Posts filed under 'Social Security'

Details, Details

Add comment June 17th, 2018

Freelancing as a book designer is a wonderful thing. I imagine it’s the same for freelance editors, freelance illustrators, and … well, you get the idea. But that doesn’t mean we want to go full-tilt forever. In my case, working a secure, full-time day job for over 30 years to pay the bills, for the benefits, and for the pension, enabled me to work at developing my business, which, of course, is what freelancing is.

At some point, however, you want to ease up, slow down, work less, perhaps retire (or semi-retire), and still live a good life. If you’ve had a career all along, in addition to your freelancing, perhaps you were lucky enough to participate in a pension plan that will contribute to keeping you comfortable in your later years. But whether you have a pension or not, there’s Social Security.

Of course, Social Security is not a whole lot and needs to be part of a whole network of savings, investments, and, perhaps—if you still love the work—some continued freelancing. But if you began collecting Social Security before you reached what the Social Security Administration (SSA) calls “full” or “normal” retirement age there’s some fine print.

Now, before I go any further, let me make clear that I’m not an accountant, an attorney, or someone who ever worked for the Social Security Administration. You need to do your own homework and ask the right questions of people well-versed in the details of all this. I’m just sharing the little I’ve learned about these issues.

To start with, there’s that matter of when you reach “full” retirement age. From the SS website there’s this:

—————————————————

Age To Receive Full Social Security Benefits
(Called “full retirement age” or “normal retirement age.”)
Year of Birth * Full Retirement Age
1937 or earlier 65
1938 65 and 2 months
1939 65 and 4 months
1940 65 and 6 months
1941 65 and 8 months
1942 65 and 10 months
1943 – 1954 66
1955 66 and 2 months
1956 66 and 4 months
1957 66 and 6 months
1958 66 and 8 months
1959 66 and 10 months
1960 and later 67
*If you were born on January 1st of any year you should refer to the previous year. (If you were born on the 1st of the month, we figure your benefit (and your full retirement age) as if your birthday was in the previous month.)

—————————————————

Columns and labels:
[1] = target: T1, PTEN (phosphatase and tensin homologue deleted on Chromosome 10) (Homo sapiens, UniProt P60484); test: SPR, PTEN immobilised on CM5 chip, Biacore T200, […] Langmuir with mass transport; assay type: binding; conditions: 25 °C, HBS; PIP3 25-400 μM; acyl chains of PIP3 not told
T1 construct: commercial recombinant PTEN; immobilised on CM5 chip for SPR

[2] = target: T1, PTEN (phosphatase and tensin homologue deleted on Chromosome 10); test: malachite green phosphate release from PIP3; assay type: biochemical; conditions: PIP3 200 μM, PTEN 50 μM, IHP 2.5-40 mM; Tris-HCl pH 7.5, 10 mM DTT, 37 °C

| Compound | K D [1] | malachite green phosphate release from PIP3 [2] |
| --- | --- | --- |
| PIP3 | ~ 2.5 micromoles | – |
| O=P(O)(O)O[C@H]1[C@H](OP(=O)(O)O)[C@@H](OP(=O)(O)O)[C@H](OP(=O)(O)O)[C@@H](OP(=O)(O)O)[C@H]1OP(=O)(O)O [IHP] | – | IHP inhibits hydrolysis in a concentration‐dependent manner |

So if you continue to freelance, you haven’t reached that full retirement age and have elected to collect Social Security benefits, you need to make yourself aware of what the earnings limit is for each year until you do reach that “normal” retirement age. If you go over that amount, you will have to pay back to the SSA 41 for every $2 you exceed the limit through a reduction in your benefits.

Last year, 2017, the limit was $16,920 ($1,410 per month). This year the figure is $17,040.

The limit does rise in the year in which you reach your full retirement age. If you reach it in 2017, for instance, you’re allowed to earn up to $4,480 without penalty. And if you collect your Social Security benefits and reach full retirement age next year, 2019, your earnings limit rises to $45,360.

Interestingly, you don’t necessarily lose those penalized benefits permanently. That is, the SSA will apply those withheld (penalized) benefits as a delayed credit. And this will would permanently increase your Social Security benefit when you do reach full retirement age. The catch is, of course, the same as if you waited for your full retirement age to collect benefits from the jump: you need to live long enough to recover what you lost by either delaying collecting or because of penalties.

Oh, and then—as a Social Security agent I spoke with told me—once you’re in your first full year having reached that normal retirement age, there are no longer any earnings limits. “You can earn a million dollars without penalty, she said.”


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